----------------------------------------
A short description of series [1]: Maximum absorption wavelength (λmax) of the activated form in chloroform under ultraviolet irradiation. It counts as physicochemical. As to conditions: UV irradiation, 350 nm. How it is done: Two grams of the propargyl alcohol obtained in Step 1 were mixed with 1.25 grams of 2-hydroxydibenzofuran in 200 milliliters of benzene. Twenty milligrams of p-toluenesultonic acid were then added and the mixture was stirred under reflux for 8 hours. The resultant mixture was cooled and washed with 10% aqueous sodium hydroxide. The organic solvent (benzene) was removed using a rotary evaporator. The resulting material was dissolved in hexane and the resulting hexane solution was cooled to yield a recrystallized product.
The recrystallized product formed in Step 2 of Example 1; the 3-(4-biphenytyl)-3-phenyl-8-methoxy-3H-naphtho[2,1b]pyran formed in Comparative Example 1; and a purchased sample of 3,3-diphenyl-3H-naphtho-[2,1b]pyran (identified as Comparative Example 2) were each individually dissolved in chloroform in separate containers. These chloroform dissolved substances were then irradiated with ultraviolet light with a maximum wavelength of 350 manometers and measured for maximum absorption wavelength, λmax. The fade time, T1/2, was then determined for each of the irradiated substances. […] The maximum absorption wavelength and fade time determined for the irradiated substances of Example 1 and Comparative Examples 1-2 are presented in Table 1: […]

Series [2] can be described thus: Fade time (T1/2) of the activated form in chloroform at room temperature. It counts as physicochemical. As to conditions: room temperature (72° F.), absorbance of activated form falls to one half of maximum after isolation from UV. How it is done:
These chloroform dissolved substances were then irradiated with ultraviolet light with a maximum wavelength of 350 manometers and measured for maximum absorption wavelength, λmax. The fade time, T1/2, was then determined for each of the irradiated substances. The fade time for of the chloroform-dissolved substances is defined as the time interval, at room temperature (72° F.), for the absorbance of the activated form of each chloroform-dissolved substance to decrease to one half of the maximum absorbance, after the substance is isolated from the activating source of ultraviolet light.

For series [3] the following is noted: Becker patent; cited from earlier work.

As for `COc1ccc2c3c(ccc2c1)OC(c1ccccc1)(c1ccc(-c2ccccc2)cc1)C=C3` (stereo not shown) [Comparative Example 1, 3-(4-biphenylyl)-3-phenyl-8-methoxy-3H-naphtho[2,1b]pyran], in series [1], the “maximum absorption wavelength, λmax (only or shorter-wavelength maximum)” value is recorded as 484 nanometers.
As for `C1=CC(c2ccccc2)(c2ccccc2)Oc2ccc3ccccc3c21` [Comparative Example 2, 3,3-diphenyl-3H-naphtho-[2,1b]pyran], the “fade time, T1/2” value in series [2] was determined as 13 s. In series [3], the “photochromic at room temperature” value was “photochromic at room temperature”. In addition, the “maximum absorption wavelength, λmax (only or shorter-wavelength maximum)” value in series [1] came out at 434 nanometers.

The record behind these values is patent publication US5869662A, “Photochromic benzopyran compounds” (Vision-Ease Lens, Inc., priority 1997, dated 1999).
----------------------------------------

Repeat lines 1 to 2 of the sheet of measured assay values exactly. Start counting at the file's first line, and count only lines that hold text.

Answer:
A short description of series [1]: Maximum absorption wavelength (λmax) of the activated form in chloroform under ultraviolet irradiation. It counts as physicochemical. As to conditions: UV irradiation, 350 nm. How it is done: Two grams of the propargyl alcohol obtained in Step 1 were mixed with 1.25 grams of 2-hydroxydibenzofuran in 200 milliliters of benzene. Twenty milligrams of p-toluenesultonic acid were then added and the mixture was stirred under reflux for 8 hours. The resultant mixture was cooled and washed with 10% aqueous sodium hydroxide. The organic solvent (benzene) was removed using a rotary evaporator. The resulting material was dissolved in hexane and the resulting hexane solution was cooled to yield a recrystallized product.
The recrystallized product formed in Step 2 of Example 1; the 3-(4-biphenytyl)-3-phenyl-8-methoxy-3H-naphtho[2,1b]pyran formed in Comparative Example 1; and a purchased sample of 3,3-diphenyl-3H-naphtho-[2,1b]pyran (identified as Comparative Example 2) were each individually dissolved in chloroform in separate containers. These chloroform dissolved substances were then irradiated with ultraviolet light with a maximum wavelength of 350 manometers and measured for maximum absorption wavelength, λmax. The fade time, T1/2, was then determined for each of the irradiated substances. […] The maximum absorption wavelength and fade time determined for the irradiated substances of Example 1 and Comparative Examples 1-2 are presented in Table 1: […]